[Skip to Content]
Access to paid content on this site is currently suspended due to excessive activity being detected from your IP address 34.203.245.76. Please contact the publisher to request reinstatement.
[Skip to Content Landing]
Article
August 20, 1898

Wounds Requiring Operation.

JAMA. 1898;XXXI(8):424. doi:10.1001/jama.1898.02450080050013

This article is only available in the PDF format. Download the PDF to view the article, as well as its associated figures and tables.

Abstract

Reserve Ambulance Company, Tampa, Fla., Aug. 10, 1898.

To the Editor:  —In your issue of July 30, I notice that an official report, rendered by me on returning with wounded from the fracas near Santiago, serves as a basis for editorial comment. Permit me to correct the statement there credited to me that "surgical operations were required only in shell wounds," a rather more sweeping assertion than I should care to be responsible for. It is, however, true that shell wounds were invariably serious and almost always accompanied by such extensive laceration and comminution as to render grave operative interference necessary. Mauser wounds, on the contrary, were usually humane and, with the undeformed bullet, were quite free from the so-called explosive effect anticipated by the theorists, but they nevertheless occasionally required surgical operations of a more or less serious character. "Keyhole" wounds and those produced by deformed bullets sometimes presented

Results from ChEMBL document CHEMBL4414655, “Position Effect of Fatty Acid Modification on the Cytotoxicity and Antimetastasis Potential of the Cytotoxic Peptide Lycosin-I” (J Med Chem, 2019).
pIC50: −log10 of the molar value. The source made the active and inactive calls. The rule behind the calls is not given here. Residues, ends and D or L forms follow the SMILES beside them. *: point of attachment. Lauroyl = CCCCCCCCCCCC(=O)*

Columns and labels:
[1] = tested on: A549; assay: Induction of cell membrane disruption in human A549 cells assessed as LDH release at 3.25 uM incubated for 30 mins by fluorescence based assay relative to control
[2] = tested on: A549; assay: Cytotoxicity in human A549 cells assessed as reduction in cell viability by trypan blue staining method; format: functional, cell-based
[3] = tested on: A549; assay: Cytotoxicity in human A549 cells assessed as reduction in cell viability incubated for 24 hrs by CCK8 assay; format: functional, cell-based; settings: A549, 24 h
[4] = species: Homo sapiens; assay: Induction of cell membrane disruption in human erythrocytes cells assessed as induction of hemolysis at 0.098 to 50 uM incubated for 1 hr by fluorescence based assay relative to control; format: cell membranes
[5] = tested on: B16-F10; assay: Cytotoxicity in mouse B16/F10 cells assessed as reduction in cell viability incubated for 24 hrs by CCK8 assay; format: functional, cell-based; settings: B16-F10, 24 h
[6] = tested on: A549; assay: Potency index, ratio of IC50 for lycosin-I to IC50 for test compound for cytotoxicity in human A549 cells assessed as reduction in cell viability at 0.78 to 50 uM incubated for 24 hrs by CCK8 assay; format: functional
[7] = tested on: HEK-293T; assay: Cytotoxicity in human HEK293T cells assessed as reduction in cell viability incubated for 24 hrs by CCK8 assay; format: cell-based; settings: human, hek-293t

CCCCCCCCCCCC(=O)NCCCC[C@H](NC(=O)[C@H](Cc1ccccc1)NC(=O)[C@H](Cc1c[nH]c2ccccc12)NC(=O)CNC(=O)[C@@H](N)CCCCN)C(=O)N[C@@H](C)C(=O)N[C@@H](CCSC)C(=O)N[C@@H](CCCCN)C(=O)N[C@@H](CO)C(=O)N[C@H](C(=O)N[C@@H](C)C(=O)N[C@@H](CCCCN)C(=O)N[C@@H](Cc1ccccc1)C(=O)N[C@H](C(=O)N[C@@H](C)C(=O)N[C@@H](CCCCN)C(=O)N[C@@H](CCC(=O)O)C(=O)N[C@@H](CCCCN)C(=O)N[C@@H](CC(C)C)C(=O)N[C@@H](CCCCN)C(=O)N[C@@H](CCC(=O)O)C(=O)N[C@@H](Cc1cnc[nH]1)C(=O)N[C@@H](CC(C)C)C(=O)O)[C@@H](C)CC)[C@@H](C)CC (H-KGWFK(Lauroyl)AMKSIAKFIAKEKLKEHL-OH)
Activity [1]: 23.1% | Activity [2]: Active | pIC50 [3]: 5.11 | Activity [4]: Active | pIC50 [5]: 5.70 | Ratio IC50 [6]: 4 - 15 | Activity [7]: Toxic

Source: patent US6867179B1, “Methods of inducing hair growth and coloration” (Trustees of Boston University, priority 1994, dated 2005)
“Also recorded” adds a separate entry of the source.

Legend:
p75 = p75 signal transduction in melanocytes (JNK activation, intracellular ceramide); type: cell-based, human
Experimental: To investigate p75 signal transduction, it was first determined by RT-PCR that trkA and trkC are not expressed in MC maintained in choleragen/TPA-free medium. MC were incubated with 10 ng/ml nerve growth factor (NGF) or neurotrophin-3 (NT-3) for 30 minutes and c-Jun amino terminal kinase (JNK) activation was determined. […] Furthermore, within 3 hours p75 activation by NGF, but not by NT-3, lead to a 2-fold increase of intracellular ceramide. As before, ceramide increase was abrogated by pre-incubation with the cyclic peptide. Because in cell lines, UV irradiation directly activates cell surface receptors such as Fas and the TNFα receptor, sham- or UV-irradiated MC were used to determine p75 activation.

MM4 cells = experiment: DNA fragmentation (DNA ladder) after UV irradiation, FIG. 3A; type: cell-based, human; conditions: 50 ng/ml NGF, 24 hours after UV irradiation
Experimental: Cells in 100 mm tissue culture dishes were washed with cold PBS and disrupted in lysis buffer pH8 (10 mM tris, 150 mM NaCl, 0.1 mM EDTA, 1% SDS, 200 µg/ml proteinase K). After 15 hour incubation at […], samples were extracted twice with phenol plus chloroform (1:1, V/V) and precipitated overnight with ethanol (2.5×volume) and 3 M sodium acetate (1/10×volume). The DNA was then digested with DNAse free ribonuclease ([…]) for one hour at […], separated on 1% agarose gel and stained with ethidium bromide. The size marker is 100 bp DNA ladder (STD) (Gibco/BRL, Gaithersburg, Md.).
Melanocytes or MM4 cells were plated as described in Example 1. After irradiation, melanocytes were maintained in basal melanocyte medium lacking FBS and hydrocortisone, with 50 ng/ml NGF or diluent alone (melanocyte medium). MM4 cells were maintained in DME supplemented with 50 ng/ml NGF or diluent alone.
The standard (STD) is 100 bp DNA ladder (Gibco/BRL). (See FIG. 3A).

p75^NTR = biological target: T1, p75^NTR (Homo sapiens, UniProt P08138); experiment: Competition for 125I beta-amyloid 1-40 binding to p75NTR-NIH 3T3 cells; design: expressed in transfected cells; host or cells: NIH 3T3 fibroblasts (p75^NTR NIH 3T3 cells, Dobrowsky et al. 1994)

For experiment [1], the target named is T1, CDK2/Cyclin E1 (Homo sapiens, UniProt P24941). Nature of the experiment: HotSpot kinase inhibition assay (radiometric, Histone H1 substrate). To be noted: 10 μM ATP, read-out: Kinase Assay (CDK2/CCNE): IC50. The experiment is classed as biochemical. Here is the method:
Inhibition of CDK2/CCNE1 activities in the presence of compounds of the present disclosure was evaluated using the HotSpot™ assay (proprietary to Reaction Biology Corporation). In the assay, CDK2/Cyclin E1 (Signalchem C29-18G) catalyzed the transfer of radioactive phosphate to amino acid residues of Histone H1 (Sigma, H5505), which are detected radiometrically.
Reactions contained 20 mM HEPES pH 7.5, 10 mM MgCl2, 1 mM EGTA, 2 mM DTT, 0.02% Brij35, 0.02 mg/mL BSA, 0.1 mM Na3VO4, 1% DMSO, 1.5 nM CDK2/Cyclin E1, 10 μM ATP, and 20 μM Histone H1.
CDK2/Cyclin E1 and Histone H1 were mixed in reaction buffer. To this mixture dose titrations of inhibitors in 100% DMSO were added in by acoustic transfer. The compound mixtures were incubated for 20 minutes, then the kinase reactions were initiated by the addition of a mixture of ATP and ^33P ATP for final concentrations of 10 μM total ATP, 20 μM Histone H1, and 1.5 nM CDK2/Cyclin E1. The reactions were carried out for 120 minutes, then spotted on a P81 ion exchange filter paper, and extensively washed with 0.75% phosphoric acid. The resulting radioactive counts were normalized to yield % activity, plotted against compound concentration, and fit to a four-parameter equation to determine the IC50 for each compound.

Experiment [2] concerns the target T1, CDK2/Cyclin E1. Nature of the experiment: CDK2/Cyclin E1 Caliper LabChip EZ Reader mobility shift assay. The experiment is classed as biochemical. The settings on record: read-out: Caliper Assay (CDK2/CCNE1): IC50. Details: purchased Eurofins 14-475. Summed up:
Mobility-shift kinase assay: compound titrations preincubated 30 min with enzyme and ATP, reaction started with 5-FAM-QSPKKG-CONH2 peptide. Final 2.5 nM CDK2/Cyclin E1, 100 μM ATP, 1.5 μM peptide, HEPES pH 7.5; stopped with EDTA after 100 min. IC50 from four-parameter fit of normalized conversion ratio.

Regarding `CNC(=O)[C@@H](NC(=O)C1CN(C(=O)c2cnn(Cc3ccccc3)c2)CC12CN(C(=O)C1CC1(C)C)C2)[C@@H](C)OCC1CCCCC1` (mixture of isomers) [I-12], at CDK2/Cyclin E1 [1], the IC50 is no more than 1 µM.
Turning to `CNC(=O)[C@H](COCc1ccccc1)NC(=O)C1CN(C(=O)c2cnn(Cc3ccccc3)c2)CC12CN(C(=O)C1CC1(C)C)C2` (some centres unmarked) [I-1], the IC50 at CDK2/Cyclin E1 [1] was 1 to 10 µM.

First Page Preview View Large
First page PDF preview
First page PDF preview
×